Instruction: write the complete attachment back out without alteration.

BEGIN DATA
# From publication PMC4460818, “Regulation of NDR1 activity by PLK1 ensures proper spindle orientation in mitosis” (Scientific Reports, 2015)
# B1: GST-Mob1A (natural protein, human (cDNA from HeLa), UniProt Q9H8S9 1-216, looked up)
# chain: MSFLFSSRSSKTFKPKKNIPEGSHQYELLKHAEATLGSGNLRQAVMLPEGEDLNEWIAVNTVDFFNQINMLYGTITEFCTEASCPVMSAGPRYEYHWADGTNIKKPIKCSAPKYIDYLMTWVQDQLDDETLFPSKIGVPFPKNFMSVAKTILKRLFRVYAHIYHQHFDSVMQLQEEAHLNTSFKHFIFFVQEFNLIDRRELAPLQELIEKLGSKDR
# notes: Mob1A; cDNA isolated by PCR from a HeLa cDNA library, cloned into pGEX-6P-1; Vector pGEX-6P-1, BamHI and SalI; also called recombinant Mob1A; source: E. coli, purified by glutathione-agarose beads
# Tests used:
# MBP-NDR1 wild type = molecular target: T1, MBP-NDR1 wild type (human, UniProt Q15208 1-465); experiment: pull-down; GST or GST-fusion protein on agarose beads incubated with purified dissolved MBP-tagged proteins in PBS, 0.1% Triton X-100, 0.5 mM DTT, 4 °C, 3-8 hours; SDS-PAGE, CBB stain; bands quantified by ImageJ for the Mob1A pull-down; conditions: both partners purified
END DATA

# From publication PMC4460818, “Regulation of NDR1 activity by PLK1 ensures proper spindle orientation in mitosis” (Scientific Reports, 2015)
# B1: GST-Mob1A (natural protein, human (cDNA from HeLa), UniProt Q9H8S9 1-216, looked up)
# chain: MSFLFSSRSSKTFKPKKNIPEGSHQYELLKHAEATLGSGNLRQAVMLPEGEDLNEWIAVNTVDFFNQINMLYGTITEFCTEASCPVMSAGPRYEYHWADGTNIKKPIKCSAPKYIDYLMTWVQDQLDDETLFPSKIGVPFPKNFMSVAKTILKRLFRVYAHIYHQHFDSVMQLQEEAHLNTSFKHFIFFVQEFNLIDRRELAPLQELIEKLGSKDR
# notes: Mob1A; cDNA isolated by PCR from a HeLa cDNA library, cloned into pGEX-6P-1; Vector pGEX-6P-1, BamHI and SalI; also called recombinant Mob1A; source: E. coli, purified by glutathione-agarose beads
# Tests used:
# MBP-NDR1 wild type = molecular target: T1, MBP-NDR1 wild type (human, UniProt Q15208 1-465); experiment: pull-down; GST or GST-fusion protein on agarose beads incubated with purified dissolved MBP-tagged proteins in PBS, 0.1% Triton X-100, 0.5 mM DTT, 4 °C, 3-8 hours; SDS-PAGE, CBB stain; bands quantified by ImageJ for the Mob1A pull-down; conditions: both partners purified